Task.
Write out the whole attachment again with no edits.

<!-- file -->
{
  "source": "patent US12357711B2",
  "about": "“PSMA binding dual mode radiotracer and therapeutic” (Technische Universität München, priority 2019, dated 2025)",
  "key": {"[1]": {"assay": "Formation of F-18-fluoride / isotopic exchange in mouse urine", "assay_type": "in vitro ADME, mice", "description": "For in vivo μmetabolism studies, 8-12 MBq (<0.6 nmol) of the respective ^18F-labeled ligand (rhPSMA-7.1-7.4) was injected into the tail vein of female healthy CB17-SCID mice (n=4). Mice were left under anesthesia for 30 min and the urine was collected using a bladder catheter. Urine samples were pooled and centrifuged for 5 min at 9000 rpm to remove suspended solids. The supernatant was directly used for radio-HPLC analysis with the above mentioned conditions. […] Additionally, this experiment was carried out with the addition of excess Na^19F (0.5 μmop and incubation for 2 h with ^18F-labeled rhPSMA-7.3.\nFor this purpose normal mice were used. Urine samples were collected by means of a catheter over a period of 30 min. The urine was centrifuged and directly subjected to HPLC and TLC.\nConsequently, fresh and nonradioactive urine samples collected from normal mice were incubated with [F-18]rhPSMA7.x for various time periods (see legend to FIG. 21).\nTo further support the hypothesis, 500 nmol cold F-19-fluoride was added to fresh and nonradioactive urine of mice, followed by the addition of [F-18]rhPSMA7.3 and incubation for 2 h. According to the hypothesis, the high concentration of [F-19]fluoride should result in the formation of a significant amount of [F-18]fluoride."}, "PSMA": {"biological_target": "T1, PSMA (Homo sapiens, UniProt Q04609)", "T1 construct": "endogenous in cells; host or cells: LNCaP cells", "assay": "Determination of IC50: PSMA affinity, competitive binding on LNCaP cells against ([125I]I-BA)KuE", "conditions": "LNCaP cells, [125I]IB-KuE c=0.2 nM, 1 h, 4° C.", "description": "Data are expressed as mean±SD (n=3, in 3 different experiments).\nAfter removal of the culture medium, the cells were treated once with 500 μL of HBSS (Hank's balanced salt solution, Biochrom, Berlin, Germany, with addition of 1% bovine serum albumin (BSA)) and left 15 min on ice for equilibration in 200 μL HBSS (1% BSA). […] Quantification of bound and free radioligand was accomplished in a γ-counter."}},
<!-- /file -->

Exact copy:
{
  "source": "patent US12357711B2",
  "about": "“PSMA binding dual mode radiotracer and therapeutic” (Technische Universität München, priority 2019, dated 2025)",
  "key": {"[1]": {"assay": "Formation of F-18-fluoride / isotopic exchange in mouse urine", "assay_type": "in vitro ADME, mice", "description": "For in vivo μmetabolism studies, 8-12 MBq (<0.6 nmol) of the respective ^18F-labeled ligand (rhPSMA-7.1-7.4) was injected into the tail vein of female healthy CB17-SCID mice (n=4). Mice were left under anesthesia for 30 min and the urine was collected using a bladder catheter. Urine samples were pooled and centrifuged for 5 min at 9000 rpm to remove suspended solids. The supernatant was directly used for radio-HPLC analysis with the above mentioned conditions. […] Additionally, this experiment was carried out with the addition of excess Na^19F (0.5 μmop and incubation for 2 h with ^18F-labeled rhPSMA-7.3.\nFor this purpose normal mice were used. Urine samples were collected by means of a catheter over a period of 30 min. The urine was centrifuged and directly subjected to HPLC and TLC.\nConsequently, fresh and nonradioactive urine samples collected from normal mice were incubated with [F-18]rhPSMA7.x for various time periods (see legend to FIG. 21).\nTo further support the hypothesis, 500 nmol cold F-19-fluoride was added to fresh and nonradioactive urine of mice, followed by the addition of [F-18]rhPSMA7.3 and incubation for 2 h. According to the hypothesis, the high concentration of [F-19]fluoride should result in the formation of a significant amount of [F-18]fluoride."}, "PSMA": {"biological_target": "T1, PSMA (Homo sapiens, UniProt Q04609)", "T1 construct": "endogenous in cells; host or cells: LNCaP cells", "assay": "Determination of IC50: PSMA affinity, competitive binding on LNCaP cells against ([125I]I-BA)KuE", "conditions": "LNCaP cells, [125I]IB-KuE c=0.2 nM, 1 h, 4° C.", "description": "Data are expressed as mean±SD (n=3, in 3 different experiments).\nAfter removal of the culture medium, the cells were treated once with 500 μL of HBSS (Hank's balanced salt solution, Biochrom, Berlin, Germany, with addition of 1% bovine serum albumin (BSA)) and left 15 min on ice for equilibration in 200 μL HBSS (1% BSA). […] Quantification of bound and free radioligand was accomplished in a γ-counter."}},